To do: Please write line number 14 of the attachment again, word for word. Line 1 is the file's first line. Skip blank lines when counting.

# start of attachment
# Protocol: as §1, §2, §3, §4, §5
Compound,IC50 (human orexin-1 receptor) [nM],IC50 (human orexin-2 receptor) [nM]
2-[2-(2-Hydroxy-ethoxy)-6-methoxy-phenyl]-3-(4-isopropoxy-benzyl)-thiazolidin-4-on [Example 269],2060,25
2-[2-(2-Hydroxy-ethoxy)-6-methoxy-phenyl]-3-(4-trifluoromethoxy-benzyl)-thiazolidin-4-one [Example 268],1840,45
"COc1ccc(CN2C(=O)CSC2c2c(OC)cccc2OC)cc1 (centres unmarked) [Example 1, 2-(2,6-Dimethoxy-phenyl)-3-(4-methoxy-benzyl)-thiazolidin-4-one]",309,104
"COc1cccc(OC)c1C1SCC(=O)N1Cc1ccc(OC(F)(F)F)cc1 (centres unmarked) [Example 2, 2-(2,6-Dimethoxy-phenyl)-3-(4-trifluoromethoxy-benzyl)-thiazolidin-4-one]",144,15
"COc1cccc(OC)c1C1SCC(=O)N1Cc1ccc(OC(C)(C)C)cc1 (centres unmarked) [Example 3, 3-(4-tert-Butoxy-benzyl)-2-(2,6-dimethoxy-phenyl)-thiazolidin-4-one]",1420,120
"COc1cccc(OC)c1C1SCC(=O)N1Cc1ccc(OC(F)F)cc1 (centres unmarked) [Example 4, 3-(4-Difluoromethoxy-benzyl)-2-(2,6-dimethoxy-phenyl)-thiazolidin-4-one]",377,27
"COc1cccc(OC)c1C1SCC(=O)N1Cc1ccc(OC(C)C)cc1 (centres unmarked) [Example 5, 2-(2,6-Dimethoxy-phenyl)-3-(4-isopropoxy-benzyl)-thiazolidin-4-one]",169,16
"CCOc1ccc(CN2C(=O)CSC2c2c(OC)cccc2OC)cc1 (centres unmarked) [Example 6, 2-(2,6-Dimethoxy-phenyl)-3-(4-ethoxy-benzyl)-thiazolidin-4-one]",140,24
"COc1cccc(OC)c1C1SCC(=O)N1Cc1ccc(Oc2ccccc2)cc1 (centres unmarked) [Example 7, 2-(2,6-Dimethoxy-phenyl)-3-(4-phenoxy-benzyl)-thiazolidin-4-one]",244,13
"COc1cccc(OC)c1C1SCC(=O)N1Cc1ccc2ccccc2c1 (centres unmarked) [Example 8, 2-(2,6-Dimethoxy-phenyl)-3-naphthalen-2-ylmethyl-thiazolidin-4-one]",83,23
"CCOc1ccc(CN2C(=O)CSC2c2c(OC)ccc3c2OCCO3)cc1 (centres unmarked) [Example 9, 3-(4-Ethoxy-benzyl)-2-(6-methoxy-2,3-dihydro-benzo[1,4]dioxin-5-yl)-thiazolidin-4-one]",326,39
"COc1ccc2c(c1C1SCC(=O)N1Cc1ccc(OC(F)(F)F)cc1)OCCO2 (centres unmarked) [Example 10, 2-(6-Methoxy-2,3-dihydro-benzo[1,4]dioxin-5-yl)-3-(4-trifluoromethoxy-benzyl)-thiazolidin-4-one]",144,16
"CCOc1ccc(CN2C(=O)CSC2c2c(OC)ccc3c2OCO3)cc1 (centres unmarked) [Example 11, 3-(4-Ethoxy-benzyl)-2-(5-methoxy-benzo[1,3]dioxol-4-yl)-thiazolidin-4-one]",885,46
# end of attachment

"COc1ccc2c(c1C1SCC(=O)N1Cc1ccc(OC(F)(F)F)cc1)OCCO2 (centres unmarked) [Example 10, 2-(6-Methoxy-2,3-dihydro-benzo[1,4]dioxin-5-yl)-3-(4-trifluoromethoxy-benzyl)-thiazolidin-4-one]",144,16